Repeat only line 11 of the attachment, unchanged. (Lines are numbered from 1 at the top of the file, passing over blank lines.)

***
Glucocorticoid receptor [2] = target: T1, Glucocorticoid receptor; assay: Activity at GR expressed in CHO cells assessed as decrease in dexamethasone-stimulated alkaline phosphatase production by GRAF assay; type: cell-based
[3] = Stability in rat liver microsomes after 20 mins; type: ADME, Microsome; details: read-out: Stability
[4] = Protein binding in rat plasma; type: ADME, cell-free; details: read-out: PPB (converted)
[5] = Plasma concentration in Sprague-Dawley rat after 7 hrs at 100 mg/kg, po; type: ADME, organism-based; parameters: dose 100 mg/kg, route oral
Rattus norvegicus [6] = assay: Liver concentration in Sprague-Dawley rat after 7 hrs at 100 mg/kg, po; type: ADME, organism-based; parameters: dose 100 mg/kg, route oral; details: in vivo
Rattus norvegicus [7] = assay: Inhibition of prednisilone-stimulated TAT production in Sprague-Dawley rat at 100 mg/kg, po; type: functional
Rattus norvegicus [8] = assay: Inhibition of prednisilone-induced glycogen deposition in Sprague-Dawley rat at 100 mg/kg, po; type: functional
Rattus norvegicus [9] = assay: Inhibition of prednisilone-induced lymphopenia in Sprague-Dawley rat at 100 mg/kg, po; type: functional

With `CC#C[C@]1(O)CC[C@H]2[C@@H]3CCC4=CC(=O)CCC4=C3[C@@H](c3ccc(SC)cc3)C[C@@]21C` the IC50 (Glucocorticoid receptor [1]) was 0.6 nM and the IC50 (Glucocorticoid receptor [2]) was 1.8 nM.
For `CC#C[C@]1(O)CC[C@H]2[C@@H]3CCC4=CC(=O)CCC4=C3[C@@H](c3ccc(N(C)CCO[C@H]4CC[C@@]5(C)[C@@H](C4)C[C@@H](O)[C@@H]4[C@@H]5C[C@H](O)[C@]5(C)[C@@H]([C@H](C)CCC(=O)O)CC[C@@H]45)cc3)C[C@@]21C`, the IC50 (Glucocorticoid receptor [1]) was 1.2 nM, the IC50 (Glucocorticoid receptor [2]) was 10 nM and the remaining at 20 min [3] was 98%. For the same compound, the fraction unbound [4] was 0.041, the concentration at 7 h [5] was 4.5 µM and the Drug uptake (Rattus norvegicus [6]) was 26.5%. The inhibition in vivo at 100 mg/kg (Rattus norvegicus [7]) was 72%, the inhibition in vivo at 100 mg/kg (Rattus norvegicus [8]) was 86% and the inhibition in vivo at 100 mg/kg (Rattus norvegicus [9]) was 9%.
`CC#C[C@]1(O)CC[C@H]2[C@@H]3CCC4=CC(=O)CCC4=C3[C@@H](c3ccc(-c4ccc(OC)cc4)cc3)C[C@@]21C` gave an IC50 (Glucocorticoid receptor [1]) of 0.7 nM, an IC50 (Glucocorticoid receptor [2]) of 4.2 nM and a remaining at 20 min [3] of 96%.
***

`CC#C[C@]1(O)CC[C@H]2[C@@H]3CCC4=CC(=O)CCC4=C3[C@@H](c3ccc(-c4ccc(OC)cc4)cc3)C[C@@]21C` gave an IC50 (Glucocorticoid receptor [1]) of 0.7 nM, an IC50 (Glucocorticoid receptor [2]) of 4.2 nM and a remaining at 20 min [3] of 96%.